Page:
I have made something of my life, and it is no exaggeration to say that I would not be who I am today without the expansion of my mind and spirit through my experiences with drugs. But the Government agents would say I have made something of myself in spite of my drug use, not because of it; they would say I have gotten away with it, like any other criminal.
Others are not so lucky – not because drugs ruined their lives, but because the laws and the police and the courts and the prisons ruined their lives and the lives of their families. I would like to tell you about a handful of those families in the hope of conveying to you the real cost of the War on Drugs. The real cost is not increased prices, overflowing prisons, ruined farms, militarization of the police, million-dollar seizures, and billion-dollar budgets: the real cost is measured in human lives.
Take the story of Ella, who was in love with a scumbag that hooked her on heroin and kept her at his drug den. Ella, a slave to her boyfriend and her drug addiction, wound up with three separate drug charges, all felonies, none of which she should ever have been charged with. It speaks greatly to the sincerity and honesty of her prosecutors that she was able to walk away from all this without any felony convictions; but she still spent over six months in the county jail while we resolved her cases.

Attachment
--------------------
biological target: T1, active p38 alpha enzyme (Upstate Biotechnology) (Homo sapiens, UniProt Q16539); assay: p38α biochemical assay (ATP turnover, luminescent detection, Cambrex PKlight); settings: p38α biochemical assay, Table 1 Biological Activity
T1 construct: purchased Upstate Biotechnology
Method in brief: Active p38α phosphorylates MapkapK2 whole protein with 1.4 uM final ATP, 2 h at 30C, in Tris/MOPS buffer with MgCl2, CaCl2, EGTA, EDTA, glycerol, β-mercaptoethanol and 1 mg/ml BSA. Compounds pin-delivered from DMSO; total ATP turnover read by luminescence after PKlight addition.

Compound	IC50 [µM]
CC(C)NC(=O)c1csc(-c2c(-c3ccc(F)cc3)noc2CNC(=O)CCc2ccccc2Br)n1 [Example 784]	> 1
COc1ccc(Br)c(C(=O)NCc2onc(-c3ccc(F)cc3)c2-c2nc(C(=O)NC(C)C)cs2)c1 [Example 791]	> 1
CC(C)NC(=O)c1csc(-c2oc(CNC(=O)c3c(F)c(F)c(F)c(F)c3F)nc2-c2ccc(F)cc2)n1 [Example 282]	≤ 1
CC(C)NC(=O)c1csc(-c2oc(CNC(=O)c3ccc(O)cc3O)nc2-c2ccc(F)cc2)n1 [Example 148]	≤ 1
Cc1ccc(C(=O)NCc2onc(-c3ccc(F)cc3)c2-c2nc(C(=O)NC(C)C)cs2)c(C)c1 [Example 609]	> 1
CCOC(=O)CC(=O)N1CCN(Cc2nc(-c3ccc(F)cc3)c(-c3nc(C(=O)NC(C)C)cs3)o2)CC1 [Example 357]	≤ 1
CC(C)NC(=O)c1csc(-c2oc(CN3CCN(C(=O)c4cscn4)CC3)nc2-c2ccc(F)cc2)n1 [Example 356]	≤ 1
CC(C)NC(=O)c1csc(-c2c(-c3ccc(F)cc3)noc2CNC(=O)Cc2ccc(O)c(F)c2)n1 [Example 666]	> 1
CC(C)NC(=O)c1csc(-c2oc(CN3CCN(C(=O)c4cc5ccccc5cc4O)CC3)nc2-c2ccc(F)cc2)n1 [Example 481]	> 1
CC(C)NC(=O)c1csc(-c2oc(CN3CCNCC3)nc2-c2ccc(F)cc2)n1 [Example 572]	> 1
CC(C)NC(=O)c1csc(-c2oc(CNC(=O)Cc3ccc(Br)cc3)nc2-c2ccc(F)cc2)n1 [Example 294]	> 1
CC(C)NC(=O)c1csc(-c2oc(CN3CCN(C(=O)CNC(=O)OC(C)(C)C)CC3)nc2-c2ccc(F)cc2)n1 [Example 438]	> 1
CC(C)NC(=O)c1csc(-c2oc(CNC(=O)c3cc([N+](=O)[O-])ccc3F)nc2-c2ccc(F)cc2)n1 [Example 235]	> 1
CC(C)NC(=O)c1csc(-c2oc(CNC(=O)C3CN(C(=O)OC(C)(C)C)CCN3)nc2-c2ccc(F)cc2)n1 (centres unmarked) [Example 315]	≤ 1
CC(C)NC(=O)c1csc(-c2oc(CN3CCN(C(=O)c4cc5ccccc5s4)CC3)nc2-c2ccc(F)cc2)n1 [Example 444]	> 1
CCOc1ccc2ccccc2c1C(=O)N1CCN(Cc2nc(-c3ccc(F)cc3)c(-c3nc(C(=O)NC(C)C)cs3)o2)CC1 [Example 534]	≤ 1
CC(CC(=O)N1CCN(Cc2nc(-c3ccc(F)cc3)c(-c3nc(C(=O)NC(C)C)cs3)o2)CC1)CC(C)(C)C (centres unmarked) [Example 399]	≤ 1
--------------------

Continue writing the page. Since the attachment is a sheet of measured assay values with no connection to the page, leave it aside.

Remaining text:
Let’s take next the story of Earl, whose home was invaded by a SWAT team serving a warrant on the wrong apartment. His door kicked in, a knee to the back of his neck, he was handcuffed on the floor of his own living room because police in combat gear were looking for a drug dealer down the hall.
Let’s take next the story of Mary, who died at twenty-four, not by drugs but by murder. An immigrant and a drug addict, she became a prostitute for her boyfriend, who, while beating her and threatening her with death, told her he loved her. Mary was eventually arrested for prostitution; but as soon as she was out of jail, she was back on drugs. Next thing we knew, she was found dead in a ditch, murdered by men offering drugs for sex.